O objetivo do estudo foi determinar o efeito das limitações funcionais e da fadiga na qualidade de vida (qv) de indivíduos com esclerose múltipla (em). foi conduzido um estudo descritivo de série de casos no Hospital da Lagoa - Rio de Janeiro, Brasil. As principais medidas utilizadas foram as variáveis demográficas, QV (SF-36 v.1), incapacidade (EDSS), função motora da extremidade superior (Teste da Caixa e Blocos), Tônus (Escala Modificada de Ashworth), marcha (Índice Ambulatorial de Hauser) e fadiga (Escala de Severidade de Fadiga). Sessenta e um pacientes preencheram os critérios do estudo. A média de idade foi de 39 anos e 74% dos pacientes eram do gênero feminino. A maioria dos casos apresentou incapacidade leve (EDSS<3,5). Foi encontrada uma diminuição em todas dimensões da QV. Foi observada uma associação entre a função física e as variáveis EDSS, fadiga, tônus dos membros inferiores e marcha. Marcha, incapacidade, hipertonia dos membros inferiores e fadiga afetam negativamente a QV de indivíduos com EM.

Palavras-chave: esclerose múltipla, qualidade de vida, incapacidade física, marcha.


 

 

Multiple sclerosis (MS) is a demyelinating disease that affects the central nervous system. The disease generally affects young adults in the productive phase of their professional life and is considered an incapacitating disease1. Patients with MS are frequently affected by abnormalities in gait and motor signs that affect their quality of life (QoL)2. Various authors have clearly shown a decrease in the QoL of patients with MS compared to control groups3,4. The SF-36 scale has been widely used in QoL studies carried out in MS patients2,5-10.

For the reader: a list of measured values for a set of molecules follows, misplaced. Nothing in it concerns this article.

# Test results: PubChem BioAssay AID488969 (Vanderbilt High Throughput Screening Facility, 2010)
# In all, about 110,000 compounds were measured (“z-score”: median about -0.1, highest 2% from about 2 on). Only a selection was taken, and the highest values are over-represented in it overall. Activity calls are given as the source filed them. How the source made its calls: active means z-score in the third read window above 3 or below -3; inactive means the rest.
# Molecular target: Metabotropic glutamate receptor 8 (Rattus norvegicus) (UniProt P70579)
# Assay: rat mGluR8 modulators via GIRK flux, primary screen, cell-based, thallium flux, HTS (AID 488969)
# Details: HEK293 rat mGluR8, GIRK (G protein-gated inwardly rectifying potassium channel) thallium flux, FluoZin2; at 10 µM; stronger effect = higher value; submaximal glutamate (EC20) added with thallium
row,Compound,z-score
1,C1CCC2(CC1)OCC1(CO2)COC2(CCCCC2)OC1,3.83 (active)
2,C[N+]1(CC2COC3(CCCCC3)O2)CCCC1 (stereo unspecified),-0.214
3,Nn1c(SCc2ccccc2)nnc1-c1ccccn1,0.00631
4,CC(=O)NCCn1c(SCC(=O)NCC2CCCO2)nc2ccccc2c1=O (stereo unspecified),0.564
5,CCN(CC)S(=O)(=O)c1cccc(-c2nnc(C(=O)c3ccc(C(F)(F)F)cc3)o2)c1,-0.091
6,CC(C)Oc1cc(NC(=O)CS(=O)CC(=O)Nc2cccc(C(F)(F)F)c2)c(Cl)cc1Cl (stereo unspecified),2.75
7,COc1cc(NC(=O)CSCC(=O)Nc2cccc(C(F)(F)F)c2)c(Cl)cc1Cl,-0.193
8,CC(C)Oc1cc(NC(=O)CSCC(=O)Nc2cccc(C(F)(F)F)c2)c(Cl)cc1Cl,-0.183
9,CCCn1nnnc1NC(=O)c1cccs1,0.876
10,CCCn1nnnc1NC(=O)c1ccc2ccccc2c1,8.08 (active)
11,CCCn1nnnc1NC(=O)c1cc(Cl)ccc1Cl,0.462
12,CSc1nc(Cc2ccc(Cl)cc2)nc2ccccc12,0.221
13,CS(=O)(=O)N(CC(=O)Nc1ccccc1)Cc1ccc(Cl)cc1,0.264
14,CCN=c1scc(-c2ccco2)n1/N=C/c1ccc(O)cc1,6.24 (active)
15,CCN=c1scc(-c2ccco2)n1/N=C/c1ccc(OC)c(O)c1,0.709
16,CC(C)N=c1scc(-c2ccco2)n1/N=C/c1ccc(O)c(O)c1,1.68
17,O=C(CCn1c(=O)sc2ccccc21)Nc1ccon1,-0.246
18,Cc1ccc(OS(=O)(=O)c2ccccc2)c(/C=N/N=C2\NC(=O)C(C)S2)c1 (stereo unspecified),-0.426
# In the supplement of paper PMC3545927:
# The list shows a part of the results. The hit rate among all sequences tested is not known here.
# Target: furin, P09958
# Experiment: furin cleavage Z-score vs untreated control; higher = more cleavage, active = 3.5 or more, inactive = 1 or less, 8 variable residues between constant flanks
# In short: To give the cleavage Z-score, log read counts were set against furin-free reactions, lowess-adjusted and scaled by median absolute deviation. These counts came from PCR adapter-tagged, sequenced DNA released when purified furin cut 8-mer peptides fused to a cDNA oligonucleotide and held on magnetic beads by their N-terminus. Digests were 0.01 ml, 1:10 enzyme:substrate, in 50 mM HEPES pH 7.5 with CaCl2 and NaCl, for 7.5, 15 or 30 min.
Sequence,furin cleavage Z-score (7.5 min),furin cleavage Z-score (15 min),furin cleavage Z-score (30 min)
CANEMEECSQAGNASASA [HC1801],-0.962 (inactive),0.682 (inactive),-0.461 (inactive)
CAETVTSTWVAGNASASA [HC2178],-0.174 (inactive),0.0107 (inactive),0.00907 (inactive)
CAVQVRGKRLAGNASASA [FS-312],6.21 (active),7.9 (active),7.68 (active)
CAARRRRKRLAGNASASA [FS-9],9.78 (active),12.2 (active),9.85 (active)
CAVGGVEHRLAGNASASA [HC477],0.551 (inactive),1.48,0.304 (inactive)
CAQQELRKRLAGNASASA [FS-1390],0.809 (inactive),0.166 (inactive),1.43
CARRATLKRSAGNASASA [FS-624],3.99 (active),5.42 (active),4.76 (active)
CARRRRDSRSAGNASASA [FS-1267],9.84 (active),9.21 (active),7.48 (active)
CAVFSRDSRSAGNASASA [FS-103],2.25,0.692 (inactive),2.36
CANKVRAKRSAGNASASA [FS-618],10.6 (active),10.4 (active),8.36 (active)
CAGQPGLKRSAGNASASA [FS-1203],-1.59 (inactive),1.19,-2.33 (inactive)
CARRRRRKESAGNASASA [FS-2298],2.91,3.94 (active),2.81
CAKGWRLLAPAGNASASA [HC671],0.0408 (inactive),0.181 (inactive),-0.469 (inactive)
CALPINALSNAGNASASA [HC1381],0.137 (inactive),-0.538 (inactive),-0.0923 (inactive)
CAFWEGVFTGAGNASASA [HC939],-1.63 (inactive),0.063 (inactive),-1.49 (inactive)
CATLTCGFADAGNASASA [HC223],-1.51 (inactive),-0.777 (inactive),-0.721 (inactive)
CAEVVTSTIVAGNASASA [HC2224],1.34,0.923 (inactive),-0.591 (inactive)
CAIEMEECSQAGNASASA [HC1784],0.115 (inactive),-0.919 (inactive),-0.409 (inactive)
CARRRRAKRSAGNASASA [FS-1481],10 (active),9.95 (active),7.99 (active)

Among the factors that affect the QoL of the individual with MS are fatigue6,11, depression7,11,12, anxiety12, impaired physical and cognitive function, and disease progression2. Fatigue, disability and decreased sleep quality have a negative effect on the physical appearance of the patient11. Using the SF-36, Forbes et al.13 found that fatigue, pain, depression and employability all have a negative effect on QoL. In 90% of the patients in Brazil, the clinical course of MS is relapsing-remitting (RR). In a cohort of 467 MSRR patients, following a mean duration of the disease of 7.5 years, functional systems were affected in the following proportions: pyramidal 61%, cerebellar 26%, brainstem 18%, sensorial 40%, bowel and bladder 29%, visual 27% and mental 14%14.

Bearing in mind the high prevalence of the relapsing-remitting form of MS and the high rate at which the pyramidal motor system is affected, this study was carried out to evaluate the effect of functional limitations and fatigue on the QoL in people with MS.

 

METHOD

Data collection procedures